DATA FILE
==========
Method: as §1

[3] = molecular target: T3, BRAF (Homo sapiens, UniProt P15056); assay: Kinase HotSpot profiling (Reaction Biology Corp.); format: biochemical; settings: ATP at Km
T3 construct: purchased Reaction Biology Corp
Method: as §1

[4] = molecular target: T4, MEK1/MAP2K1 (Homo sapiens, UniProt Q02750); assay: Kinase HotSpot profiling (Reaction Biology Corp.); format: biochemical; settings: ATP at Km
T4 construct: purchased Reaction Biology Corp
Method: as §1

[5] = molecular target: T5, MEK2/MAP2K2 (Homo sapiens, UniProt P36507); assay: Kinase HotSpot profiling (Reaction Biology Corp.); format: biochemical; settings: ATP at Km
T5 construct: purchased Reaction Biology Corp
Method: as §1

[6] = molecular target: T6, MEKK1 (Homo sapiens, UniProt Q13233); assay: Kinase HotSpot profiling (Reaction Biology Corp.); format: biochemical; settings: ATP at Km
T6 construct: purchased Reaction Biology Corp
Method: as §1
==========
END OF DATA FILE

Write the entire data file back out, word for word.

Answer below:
Method: as §1

[3] = molecular target: T3, BRAF (Homo sapiens, UniProt P15056); assay: Kinase HotSpot profiling (Reaction Biology Corp.); format: biochemical; settings: ATP at Km
T3 construct: purchased Reaction Biology Corp
Method: as §1

[4] = molecular target: T4, MEK1/MAP2K1 (Homo sapiens, UniProt Q02750); assay: Kinase HotSpot profiling (Reaction Biology Corp.); format: biochemical; settings: ATP at Km
T4 construct: purchased Reaction Biology Corp
Method: as §1

[5] = molecular target: T5, MEK2/MAP2K2 (Homo sapiens, UniProt P36507); assay: Kinase HotSpot profiling (Reaction Biology Corp.); format: biochemical; settings: ATP at Km
T5 construct: purchased Reaction Biology Corp
Method: as §1

[6] = molecular target: T6, MEKK1 (Homo sapiens, UniProt Q13233); assay: Kinase HotSpot profiling (Reaction Biology Corp.); format: biochemical; settings: ATP at Km
T6 construct: purchased Reaction Biology Corp
Method: as §1